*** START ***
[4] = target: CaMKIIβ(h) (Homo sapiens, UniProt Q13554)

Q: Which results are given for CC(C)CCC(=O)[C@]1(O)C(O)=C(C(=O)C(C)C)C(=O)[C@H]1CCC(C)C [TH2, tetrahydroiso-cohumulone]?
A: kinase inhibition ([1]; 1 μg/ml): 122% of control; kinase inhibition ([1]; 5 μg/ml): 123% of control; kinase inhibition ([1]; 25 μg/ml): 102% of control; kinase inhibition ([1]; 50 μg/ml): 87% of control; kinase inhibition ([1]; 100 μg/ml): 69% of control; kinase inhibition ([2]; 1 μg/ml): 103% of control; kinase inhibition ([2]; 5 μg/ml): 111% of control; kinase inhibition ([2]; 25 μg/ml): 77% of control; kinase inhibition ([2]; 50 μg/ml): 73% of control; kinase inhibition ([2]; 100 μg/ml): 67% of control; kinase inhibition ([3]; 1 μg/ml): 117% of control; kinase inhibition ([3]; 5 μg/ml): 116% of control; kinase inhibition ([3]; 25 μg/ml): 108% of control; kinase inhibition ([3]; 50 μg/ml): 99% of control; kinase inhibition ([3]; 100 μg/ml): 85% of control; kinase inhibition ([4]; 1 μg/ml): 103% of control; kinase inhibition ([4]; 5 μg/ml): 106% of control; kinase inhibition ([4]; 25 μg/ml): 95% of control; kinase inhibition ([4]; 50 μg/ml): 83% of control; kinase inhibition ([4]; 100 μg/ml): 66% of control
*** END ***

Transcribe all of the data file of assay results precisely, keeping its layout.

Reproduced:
[4] = target: CaMKIIβ(h) (Homo sapiens, UniProt Q13554)

Q: Which results are given for CC(C)CCC(=O)[C@]1(O)C(O)=C(C(=O)C(C)C)C(=O)[C@H]1CCC(C)C [TH2, tetrahydroiso-cohumulone]?
A: kinase inhibition ([1]; 1 μg/ml): 122% of control; kinase inhibition ([1]; 5 μg/ml): 123% of control; kinase inhibition ([1]; 25 μg/ml): 102% of control; kinase inhibition ([1]; 50 μg/ml): 87% of control; kinase inhibition ([1]; 100 μg/ml): 69% of control; kinase inhibition ([2]; 1 μg/ml): 103% of control; kinase inhibition ([2]; 5 μg/ml): 111% of control; kinase inhibition ([2]; 25 μg/ml): 77% of control; kinase inhibition ([2]; 50 μg/ml): 73% of control; kinase inhibition ([2]; 100 μg/ml): 67% of control; kinase inhibition ([3]; 1 μg/ml): 117% of control; kinase inhibition ([3]; 5 μg/ml): 116% of control; kinase inhibition ([3]; 25 μg/ml): 108% of control; kinase inhibition ([3]; 50 μg/ml): 99% of control; kinase inhibition ([3]; 100 μg/ml): 85% of control; kinase inhibition ([4]; 1 μg/ml): 103% of control; kinase inhibition ([4]; 5 μg/ml): 106% of control; kinase inhibition ([4]; 25 μg/ml): 95% of control; kinase inhibition ([4]; 50 μg/ml): 83% of control; kinase inhibition ([4]; 100 μg/ml): 66% of control